Yik Yak: it’s the social media sensation that’s sweeping Vikes Nation. And with good reason: hipper than Facebook and more ridiculous than Tumblr, Yik Yak is kind of like an anonymous Twitter. This anonymity and short post format allow for bite-sized pieces of hilarity from individual UVic students who may be too shy to post on Facebook social groups or any other social media.
Yik Yak “herds” are conversation groups divided by geographical area, and anyone within that area may post their own yaks (yiks?) for others to upvote, downvote, and comment upon at will. Yik Yak is a unique social media app in that you cannot follow or link yourself to other specific users, meaning that you end up seeing the posts of all the people in your geographical area. This alleviates the social anxiety that sometimes comes with posting on Facebook, where you worry about whether your friends will be annoyed by the second post you’ve made this week about your toe fungus. (Hint: they will be.)
Thanks to anonymous posting, we get delightfully candid posts like, “I just found out that the guy I DPed this girl with last weekend was my ex girlfriend’s ex……. And we’ve been blazing together since Monday….” and “Ugh I’m so sick, I swear my garbage can has more tissues in it than a 14 year old boy’s..” Ah, quality discourse in the university environment.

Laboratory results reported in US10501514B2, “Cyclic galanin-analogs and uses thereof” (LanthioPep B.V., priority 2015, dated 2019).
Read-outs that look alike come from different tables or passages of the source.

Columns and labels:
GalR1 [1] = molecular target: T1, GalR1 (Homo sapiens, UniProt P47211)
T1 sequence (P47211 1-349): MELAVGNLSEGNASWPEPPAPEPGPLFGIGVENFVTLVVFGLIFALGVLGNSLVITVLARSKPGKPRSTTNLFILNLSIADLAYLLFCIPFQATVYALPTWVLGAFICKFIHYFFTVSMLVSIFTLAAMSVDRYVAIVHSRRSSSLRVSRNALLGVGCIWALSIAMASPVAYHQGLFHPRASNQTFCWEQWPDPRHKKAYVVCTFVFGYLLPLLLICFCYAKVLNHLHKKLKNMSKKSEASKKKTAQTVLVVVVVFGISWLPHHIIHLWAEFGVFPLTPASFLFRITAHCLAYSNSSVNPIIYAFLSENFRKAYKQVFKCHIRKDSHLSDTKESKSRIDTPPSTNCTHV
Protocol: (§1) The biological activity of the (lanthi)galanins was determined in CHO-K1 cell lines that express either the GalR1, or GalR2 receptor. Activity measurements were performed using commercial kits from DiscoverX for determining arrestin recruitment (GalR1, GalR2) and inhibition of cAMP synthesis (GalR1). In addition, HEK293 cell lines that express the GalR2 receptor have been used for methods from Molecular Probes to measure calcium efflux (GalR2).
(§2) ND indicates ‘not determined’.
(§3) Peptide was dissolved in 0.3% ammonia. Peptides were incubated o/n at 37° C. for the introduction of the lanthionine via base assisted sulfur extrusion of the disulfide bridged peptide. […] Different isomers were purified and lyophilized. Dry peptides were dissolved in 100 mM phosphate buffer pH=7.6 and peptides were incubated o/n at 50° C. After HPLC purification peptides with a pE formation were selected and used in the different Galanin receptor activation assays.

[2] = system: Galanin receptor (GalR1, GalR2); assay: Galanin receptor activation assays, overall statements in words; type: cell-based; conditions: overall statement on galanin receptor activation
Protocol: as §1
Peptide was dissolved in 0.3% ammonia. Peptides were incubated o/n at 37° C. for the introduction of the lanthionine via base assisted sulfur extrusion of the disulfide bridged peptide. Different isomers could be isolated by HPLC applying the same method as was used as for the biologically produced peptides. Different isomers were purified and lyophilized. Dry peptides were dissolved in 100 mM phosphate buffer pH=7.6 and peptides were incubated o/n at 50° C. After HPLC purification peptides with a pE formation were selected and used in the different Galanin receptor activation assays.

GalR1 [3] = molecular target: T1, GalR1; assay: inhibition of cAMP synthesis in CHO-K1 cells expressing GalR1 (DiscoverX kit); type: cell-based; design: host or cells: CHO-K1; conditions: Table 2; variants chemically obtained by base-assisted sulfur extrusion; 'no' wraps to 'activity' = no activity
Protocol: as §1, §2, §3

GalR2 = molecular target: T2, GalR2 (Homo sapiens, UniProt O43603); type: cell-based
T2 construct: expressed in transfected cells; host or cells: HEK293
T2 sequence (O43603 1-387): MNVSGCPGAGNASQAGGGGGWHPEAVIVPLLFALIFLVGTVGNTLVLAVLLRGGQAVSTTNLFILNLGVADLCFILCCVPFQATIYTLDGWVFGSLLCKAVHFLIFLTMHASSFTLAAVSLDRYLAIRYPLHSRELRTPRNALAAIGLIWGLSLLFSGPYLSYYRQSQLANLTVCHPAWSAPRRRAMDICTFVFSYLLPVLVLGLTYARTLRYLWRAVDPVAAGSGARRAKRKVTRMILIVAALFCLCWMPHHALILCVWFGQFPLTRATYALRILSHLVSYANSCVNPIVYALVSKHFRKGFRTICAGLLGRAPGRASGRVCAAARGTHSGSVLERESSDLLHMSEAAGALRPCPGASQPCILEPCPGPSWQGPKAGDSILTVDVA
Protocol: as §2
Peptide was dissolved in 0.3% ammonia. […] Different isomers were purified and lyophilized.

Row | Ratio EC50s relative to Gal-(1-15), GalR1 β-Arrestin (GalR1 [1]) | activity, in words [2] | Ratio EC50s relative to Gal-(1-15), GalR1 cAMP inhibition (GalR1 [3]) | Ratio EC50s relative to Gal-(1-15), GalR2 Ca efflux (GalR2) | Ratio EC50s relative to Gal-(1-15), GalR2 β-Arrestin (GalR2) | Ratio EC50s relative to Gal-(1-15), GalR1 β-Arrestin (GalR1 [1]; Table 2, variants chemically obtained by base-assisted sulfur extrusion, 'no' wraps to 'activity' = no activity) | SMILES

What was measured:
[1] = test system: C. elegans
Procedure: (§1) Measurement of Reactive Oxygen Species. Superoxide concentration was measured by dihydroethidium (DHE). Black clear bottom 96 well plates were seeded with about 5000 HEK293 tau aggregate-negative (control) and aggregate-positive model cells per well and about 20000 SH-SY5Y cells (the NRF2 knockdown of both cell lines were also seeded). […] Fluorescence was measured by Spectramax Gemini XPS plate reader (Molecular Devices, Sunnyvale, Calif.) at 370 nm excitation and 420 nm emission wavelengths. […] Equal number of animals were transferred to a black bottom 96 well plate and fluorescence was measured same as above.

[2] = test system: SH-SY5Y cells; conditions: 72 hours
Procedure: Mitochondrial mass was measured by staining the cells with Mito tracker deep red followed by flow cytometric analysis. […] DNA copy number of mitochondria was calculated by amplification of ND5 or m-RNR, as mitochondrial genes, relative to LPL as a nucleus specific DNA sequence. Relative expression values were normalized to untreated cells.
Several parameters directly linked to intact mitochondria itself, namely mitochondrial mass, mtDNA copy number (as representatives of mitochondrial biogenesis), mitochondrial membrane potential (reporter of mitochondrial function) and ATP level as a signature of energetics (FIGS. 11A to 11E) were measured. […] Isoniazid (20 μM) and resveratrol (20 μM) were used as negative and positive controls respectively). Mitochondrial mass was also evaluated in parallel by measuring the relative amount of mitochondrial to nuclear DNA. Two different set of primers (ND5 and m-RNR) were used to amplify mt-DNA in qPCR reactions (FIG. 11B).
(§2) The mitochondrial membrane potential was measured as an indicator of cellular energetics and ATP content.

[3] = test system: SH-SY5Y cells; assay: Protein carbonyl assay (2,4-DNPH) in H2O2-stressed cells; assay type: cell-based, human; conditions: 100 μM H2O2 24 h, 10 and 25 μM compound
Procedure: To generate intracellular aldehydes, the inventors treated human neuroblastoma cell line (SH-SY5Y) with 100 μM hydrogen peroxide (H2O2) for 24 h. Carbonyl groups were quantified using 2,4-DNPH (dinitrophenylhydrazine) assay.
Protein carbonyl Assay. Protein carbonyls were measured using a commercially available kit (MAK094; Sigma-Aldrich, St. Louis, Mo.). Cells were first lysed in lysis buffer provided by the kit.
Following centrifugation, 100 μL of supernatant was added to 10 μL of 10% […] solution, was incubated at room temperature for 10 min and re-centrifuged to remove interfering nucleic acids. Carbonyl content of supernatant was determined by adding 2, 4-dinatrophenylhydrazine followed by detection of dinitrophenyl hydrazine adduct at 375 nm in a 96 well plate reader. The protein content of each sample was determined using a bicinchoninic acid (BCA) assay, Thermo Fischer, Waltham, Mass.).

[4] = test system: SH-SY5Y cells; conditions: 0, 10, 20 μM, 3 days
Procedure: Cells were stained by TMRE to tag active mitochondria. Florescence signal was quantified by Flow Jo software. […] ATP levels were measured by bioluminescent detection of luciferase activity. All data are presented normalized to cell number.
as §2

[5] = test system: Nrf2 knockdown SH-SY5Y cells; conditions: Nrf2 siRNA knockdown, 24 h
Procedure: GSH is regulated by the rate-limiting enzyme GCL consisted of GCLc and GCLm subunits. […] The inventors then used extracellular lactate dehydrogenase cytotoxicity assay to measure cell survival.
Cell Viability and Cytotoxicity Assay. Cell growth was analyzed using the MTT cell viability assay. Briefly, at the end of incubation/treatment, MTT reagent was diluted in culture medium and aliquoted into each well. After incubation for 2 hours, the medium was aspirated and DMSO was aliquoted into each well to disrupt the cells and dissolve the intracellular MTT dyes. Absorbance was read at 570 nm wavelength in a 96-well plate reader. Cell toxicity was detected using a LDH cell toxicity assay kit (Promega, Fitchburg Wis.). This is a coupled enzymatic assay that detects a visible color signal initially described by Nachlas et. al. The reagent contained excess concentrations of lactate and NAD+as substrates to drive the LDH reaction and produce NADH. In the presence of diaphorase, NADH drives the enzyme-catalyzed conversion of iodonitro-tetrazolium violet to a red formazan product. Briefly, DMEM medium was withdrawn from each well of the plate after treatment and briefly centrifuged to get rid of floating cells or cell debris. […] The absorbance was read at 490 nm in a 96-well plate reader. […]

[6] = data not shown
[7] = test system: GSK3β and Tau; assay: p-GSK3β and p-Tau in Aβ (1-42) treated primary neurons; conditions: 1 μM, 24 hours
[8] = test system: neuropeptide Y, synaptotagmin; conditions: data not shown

Many UVic Yik Yak posts talk about getting completely hammered, and, conversely, not liking parties at all. Many seem to use Yik Yak as a place to tell others that they’ve failed to do their homework yet again and are currently bingeing on Netflix.
The Yik Yak community is also known to dispense advice to students in need. Asking about every class from BIO 186 to CHEM 231, no one seems to know if they have a lab this week, or what they missed in that first class. Many Yikkers (Yakkers?) also turn to the app for advice on love. From questions about whether a girl can make the first move on a guy to how to confess a crush to your best friend, Yik Yak users got 99 problems, most of which are about lecture crushes. (Seriously — just talk to them.) Yik Yak can also be a refuge for those seeking advice on more serious topics, like whether or not they may be an alcoholic, or how to assuage suicidal feelings. Users usually respond kindly to such posts, restoring some of my battered faith in humanity.
However, Yik Yak has an ugly side. Some users show hostility to anyone trying to stand up for social justice. Commenters calling for more sensitivity and equality tend to get shut down by others, who insist that the person complaining is too sensitive and needs to lighten up.
Yik Yak can be bizarre at times, but is definitely worth looking into. This is an app that goes beyond the vapid narcissism of other social media to document the occasionally all-too-real day-to-day of student life. If you’re looking for honesty, hilarity and occasional hypocrisy, look no further.